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Dogwood Festival drama likely to be resolved before a judge or a jury

Cease and desist, a Superior Court judge tells a former executive director of the Fayetteville Dogwood Festival


No more accusations: Judge Regina Joe issued a preliminary injunction Monday prohibiting Malia Kalua Allen from saying anything else about Allen’s festival predecessor, Carrie King, on Facebook, TikTok or other social media platforms.

“She made some serious allegations,” Jonathan Strange, the attorney representing King, told the judge at the defamation hearing. “She said Mrs. King was stealing money from the Dogwood Festival, and sponsors. She began to make statements Mrs. King stole money, and she had documentation.”

Strange filed a lawsuit on behalf of King earlier this month asking for a temporary restraining order to curtail further published remarks by Allen. That restraining order, as reported by CityView, was granted April 3 by Cumberland County Superior Court Judge Robbie Hicks.

King was director of the Fayetteville Dogwood Festival from 2006-2018 before resigning. Allen was the festival director from 2018-2020 before resigning. Sarahgrace Snipes Mitchell was the festival director until resigning after the 2023 Fayetteville Dogwood Festival.

Today, there is no director; the festival is scheduled for April 26-28 at Festival Park and downtown streets. It is being led by board members Jackie Tuckey and Andrew Porter. Other board members, according to Tara Long, who is immediate past board chairwoman, are Randy Scott, Felita Gilliam, Darrell Purcell, and Jesse Baker, who is the board chairman.

Among Allen’s claims are that King also took kickbacks during King’s time as director and was terminated by the board. Allen also claims the board was racist.

‘Absolutely not’

Monday’s evidentiary hearing was conducted via Webex video conference at the Judge E. Maurice Braswell Cumberland County Courthouse, where Strange and Allen, who is representing herself, directed questions to King.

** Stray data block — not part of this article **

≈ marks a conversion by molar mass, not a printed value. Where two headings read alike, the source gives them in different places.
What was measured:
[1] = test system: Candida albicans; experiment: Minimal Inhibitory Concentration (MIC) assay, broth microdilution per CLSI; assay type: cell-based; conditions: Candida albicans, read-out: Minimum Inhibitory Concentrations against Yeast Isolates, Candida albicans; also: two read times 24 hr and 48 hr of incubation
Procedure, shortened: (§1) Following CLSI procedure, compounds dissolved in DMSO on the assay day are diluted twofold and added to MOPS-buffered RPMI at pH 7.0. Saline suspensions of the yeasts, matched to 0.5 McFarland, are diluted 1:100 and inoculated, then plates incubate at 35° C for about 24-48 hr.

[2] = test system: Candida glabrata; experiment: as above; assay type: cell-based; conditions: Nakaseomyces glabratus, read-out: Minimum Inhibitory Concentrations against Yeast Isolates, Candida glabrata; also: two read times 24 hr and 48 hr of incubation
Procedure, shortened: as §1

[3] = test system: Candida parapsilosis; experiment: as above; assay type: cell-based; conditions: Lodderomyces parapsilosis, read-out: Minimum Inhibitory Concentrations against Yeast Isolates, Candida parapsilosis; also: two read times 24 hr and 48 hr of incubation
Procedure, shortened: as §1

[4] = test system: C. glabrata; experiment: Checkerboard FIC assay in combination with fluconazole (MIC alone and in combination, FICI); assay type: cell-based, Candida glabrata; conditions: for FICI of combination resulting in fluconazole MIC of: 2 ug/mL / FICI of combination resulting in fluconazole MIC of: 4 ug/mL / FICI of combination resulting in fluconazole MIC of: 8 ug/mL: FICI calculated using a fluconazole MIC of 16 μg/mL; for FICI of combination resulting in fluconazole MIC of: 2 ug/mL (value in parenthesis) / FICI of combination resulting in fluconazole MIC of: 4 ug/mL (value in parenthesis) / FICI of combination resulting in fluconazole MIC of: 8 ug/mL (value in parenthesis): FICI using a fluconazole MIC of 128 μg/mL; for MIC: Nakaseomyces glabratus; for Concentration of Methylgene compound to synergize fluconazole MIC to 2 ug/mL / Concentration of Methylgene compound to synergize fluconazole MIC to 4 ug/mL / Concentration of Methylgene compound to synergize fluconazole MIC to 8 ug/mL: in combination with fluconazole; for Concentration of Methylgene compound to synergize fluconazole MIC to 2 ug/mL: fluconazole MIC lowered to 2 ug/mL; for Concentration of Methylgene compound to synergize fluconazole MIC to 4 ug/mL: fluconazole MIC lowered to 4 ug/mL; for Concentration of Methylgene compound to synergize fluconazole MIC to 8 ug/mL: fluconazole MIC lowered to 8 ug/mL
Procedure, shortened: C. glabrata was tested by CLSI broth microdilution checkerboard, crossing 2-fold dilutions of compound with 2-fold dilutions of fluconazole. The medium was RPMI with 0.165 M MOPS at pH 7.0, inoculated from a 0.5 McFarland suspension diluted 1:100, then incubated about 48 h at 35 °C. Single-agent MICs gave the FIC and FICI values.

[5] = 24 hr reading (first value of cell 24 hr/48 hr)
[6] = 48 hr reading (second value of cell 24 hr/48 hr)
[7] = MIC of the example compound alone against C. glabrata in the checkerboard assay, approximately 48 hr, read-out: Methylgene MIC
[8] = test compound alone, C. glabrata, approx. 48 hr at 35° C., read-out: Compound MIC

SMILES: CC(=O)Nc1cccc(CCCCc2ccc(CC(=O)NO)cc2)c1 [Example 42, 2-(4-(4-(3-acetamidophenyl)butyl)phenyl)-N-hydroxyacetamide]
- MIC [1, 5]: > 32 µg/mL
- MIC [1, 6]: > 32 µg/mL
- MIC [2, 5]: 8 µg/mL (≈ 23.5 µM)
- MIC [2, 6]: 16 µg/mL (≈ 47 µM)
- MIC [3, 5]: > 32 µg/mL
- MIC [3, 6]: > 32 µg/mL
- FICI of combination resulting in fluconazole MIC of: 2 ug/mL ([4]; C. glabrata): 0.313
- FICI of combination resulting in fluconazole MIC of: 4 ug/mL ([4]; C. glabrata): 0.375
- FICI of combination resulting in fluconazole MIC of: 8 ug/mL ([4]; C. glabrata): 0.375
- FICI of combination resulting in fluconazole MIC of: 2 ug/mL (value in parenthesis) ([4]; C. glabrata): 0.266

“Did you ever steal money from the Dogwood Festival?” Strange asked his client.

No hesitation on King’s part.

“Absolutely not,” King responded.

Strange wanted to know if King ever took “kickbacks” from the festival.

Again, King did not hesitate.

“Absolutely not,” she responded.

Strange asked King if she consumed alcohol during the festival.

“Absolutely not,” King responded about festival operation hours.

Strange ask King if she has ever been investigated for stealing funds from the festival.

“Absolutely not,” King responded. 

King also disputed other accusations by Allen.

“She said I had been asked to leave” by the board, King said in reference to Allen’s claims. “She made accusations not just against me, but everybody on the board, we were racist.”

‘I don’t believe I’ve done anything wrong’

Allen has said her published social media comments were prompted by a CityView story about how the Dogwood Festival was $40,000 in debt after the 2023 festival and how the festival board is facing cutbacks to survive.

Allen told CityView she was frustrated after the story was published and only was venting about the state of the festival, including its finances and future.

“I don’t believe I’ve done anything wrong,” she told CityView’s Lexi Solomon in a story posted on April 5.  

Strange begged her pardon Monday to the judge.

“There are a number of false statements of criminal activity by Mrs. Allen,” Strange told the judge. “We would ask the court to grant a preliminary injunction.”

The judge said Monday’s hearing was not about “trying the case” perse, but as far as the preliminary injunction for Allen to cease and desist, “I’m inclined to do so.”


That’s where this matter stands, although Amanda Martin of the Duke University School of Law’s First Amendment Clinic tells CityView that Judge Robby Hicks initial ruling of the April 3 temporary restraining order should not have been issued in his private chambers but rather in open court. Hence, does the preliminary injunction infringe on Allen’s First Amendment right to freedom of unencumbered speech?

Strange, representing King, did not respond Tuesday to an inquiry about Martin’s take on Allen’s constitutional rights to free speech.

His last word came Monday.

“The  preliminary injunction was granted,” Strange said. “Litigation now proceeds as usual.”  


Bill Kirby Jr. can be reached at billkirby49@gmail.com or 910-624-1961.

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fayetteville dogwood festival Judge Regina Joe Malia Kalua Allen Carrie King